Manitoba, Saskatchewan make bids to become CFL hub
Mere hours after Manitoba threw $2.5 million at the Canadian Football League, Saskatchewan raised the stakes with a $3-million proposal to act as a hub city for the 2020 season.
If there is one.
Manitoba Premier Brian Pallister on Monday morning announced a pledge to the CFL that would help the league pay for meals, transportation, practice field rentals and accommodations at Winnipeg hotels if the provincial capital is chosen as a hub city for a truncated 2020 season. Pallister also said the Manitoba bid would have competition.
“The opportunity to host the CFL season isn’t something that we want to punt to Saskatchewan or have intercepted by Hamilton,” he said.
By early afternoon, the Saskatchewan bid for Regina to act as a hub went public, and hours later the $3-million figure surfaced.
There may also be a bid from Hamilton and Burlington, as Ontario sport minister Lisa MacLeod said in late June the CFL had considered those cities as hub sites.
The Manitoba bid hasn’t been submitted, and is in fact “theoretical” according to Pallister, since the league has not announced its intention to go forward with a 2020 season. Pallister said he was told by league officials there is still time to work on bid details because the CFL and members of the CFL Players Association are still negotiating collective bargaining agreement terms for a return to play.
The CFL’s self-imposed deadline for a deal is Thursday. A source told Postmedia last Saturday that the league’s player relations committee and CFLPA executive have scheduled negotiating meetings for Monday through Thursday, and could agree to push the deadline to Friday if further talks are necessary.
On Monday, commissioner Randy Ambrosie told Postmedia he is optimistic that a deal can be reached in time.
“The one thing that gives me optimism is the quality of the discussions we’re having. I can’t point to an outcome, but I can tell you I think it has gotten a lot better. I think the conversations with players have been really good, very constructive, very thoughtful, very positive. From my perch, that’s a big thing.”
The league told the CFLPA it needs federal government funding to go ahead with a 2020 season, and sources have said a request for about $40 million has been made. A government spokesperson said last week that talks continue on ways to fit the league request into existing pandemic recovery financing programs.
“On the government side, we’re talking,” said Ambrosie. “Those talks are constructive. Can I point to an outcome? No, I can’t. But if you’re asking me, can all of this come together, the answer is yes it can. When people are talking and the tone is positive, anything is possible.”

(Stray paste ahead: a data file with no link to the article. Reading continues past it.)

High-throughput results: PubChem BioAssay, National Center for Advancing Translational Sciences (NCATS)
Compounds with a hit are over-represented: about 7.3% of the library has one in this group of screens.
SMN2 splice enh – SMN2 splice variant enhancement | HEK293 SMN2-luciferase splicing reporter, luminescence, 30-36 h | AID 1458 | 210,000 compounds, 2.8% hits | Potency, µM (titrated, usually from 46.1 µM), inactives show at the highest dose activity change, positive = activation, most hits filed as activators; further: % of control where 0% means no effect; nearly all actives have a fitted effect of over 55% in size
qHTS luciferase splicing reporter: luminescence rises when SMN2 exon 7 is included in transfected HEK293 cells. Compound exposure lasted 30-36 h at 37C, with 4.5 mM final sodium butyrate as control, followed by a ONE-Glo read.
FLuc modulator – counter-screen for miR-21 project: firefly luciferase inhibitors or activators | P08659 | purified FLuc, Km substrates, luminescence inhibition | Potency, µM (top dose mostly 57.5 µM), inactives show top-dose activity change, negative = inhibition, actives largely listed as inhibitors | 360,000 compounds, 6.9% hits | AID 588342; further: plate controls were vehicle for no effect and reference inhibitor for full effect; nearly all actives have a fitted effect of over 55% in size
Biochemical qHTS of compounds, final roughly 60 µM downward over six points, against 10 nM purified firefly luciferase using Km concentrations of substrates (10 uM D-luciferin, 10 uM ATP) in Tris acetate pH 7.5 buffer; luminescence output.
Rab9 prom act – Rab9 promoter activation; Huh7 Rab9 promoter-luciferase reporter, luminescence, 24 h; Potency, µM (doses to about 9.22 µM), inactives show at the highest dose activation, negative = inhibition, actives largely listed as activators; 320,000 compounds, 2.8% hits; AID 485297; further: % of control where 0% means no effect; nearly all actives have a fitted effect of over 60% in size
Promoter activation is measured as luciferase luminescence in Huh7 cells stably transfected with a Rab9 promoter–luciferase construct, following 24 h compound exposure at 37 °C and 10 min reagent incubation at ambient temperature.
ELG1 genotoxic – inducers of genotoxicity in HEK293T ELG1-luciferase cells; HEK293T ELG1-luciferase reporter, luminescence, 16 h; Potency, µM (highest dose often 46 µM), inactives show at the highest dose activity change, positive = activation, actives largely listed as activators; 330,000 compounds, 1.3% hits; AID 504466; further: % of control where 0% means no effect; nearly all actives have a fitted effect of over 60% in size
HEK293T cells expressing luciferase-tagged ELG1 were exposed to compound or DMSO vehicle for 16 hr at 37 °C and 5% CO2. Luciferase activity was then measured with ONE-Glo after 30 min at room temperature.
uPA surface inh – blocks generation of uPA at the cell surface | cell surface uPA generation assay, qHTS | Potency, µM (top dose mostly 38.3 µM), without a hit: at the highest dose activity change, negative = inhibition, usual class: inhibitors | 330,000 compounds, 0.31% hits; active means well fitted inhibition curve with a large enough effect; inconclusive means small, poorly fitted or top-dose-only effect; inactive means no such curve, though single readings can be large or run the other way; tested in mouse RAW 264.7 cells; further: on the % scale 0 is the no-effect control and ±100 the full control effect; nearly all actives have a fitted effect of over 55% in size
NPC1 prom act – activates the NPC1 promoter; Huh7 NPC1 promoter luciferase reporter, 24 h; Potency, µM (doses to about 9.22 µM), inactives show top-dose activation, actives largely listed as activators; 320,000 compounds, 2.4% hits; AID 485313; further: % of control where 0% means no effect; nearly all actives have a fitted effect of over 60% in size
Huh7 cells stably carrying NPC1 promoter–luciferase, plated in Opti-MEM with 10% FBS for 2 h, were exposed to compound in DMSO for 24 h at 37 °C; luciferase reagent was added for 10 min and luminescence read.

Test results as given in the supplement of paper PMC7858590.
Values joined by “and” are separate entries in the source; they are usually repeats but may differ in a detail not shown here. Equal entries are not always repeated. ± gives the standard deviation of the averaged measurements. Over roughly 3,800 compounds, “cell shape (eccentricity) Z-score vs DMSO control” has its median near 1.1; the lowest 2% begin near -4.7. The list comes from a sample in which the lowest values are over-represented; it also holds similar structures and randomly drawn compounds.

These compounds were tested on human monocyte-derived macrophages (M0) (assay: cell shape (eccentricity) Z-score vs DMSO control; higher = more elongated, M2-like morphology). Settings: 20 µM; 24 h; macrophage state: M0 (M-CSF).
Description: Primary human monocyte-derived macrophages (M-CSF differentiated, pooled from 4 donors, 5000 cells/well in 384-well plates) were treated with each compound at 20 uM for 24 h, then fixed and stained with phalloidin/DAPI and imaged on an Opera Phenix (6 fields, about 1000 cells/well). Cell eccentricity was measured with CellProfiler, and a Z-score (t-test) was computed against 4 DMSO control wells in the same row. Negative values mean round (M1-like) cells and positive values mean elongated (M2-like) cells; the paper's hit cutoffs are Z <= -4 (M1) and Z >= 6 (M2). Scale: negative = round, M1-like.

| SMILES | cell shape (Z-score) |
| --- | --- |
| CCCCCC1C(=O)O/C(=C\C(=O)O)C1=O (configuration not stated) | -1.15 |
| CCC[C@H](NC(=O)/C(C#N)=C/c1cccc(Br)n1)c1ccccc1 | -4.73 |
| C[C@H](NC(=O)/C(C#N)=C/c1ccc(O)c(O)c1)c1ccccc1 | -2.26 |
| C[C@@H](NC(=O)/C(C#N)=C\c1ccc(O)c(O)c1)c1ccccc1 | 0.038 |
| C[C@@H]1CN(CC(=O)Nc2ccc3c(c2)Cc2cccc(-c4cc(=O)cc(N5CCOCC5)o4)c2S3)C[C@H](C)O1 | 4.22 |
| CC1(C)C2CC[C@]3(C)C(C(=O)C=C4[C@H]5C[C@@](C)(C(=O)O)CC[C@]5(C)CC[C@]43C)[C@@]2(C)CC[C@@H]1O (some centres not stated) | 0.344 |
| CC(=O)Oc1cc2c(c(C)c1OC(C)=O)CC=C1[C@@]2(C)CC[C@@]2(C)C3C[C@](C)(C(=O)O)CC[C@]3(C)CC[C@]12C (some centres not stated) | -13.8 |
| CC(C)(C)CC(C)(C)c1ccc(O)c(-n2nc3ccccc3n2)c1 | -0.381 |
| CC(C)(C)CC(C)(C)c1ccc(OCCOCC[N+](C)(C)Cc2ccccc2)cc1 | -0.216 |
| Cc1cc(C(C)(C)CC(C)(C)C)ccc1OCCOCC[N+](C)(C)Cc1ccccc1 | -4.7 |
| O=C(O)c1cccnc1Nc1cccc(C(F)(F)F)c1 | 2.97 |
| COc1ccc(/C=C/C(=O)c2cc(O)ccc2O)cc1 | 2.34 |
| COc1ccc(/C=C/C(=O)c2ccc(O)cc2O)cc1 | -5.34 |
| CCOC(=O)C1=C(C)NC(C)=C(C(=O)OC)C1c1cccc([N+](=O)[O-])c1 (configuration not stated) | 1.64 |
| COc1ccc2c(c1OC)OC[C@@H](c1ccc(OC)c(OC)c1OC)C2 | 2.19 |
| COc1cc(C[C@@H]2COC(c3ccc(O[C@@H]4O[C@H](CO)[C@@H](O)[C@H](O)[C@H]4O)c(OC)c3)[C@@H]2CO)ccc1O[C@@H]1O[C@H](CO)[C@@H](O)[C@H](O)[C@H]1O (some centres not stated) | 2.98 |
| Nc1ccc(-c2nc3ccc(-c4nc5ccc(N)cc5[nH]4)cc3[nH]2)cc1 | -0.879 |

The Manitoba hub city proposal calls for Winnipeg’s IG Field to play host to 60 games, including the Grey Cup, over a period of 15 weeks. In theory, that could indicate a 12-game regular season for each of the league’s nine teams, for a total of 54 games, followed by playoffs and the championship tilt.
However, most of the league’s planning has been centred on 10- to 14-day training camps, no pre-season games, a six- or eight-game regular season schedule, playoffs and a mid-December Grey Cup. Players would be required to essentially self-isolate for as many as 105 days, as part of the protocols established to safeguard Manitobans and personnel inside the so-called bubble.
Chief provincial public health officer Dr. Brent Roussin said Monday he is satisfied that the CFL plan poses no risk to the people of his province.
“It’s the combination of the bubble format, along with the quarantine period, along with the testing. So these are not individuals that are travelling to Winnipeg that can interact with other Manitobans. They’ll be contained within a bubble, within the league bubble. And again there is going to be a period of mandatory self-isolation, there’s going to be mandatory testing that’s taking place in there.”
Pressed to provide evidence that the CFL can ensure its personnel will adhere to those restrictions, Dr. Roussin said the province always has to rely on people to do the right thing.
“If you look at all of our plans, the plans that got Manitoba where we are, rely on people to adhere to the strategies. So we had a self-isolation order in effect for inter-provincial travel for quite some time and for the most part we just relied on people to adhere to the regulations. … We have the CFL which has been a partner. We have worked with their league physician and worked with them to provide feedback on their approach to this. So we’re going to be holding them responsible for ensuring that the protocols are adhered to.”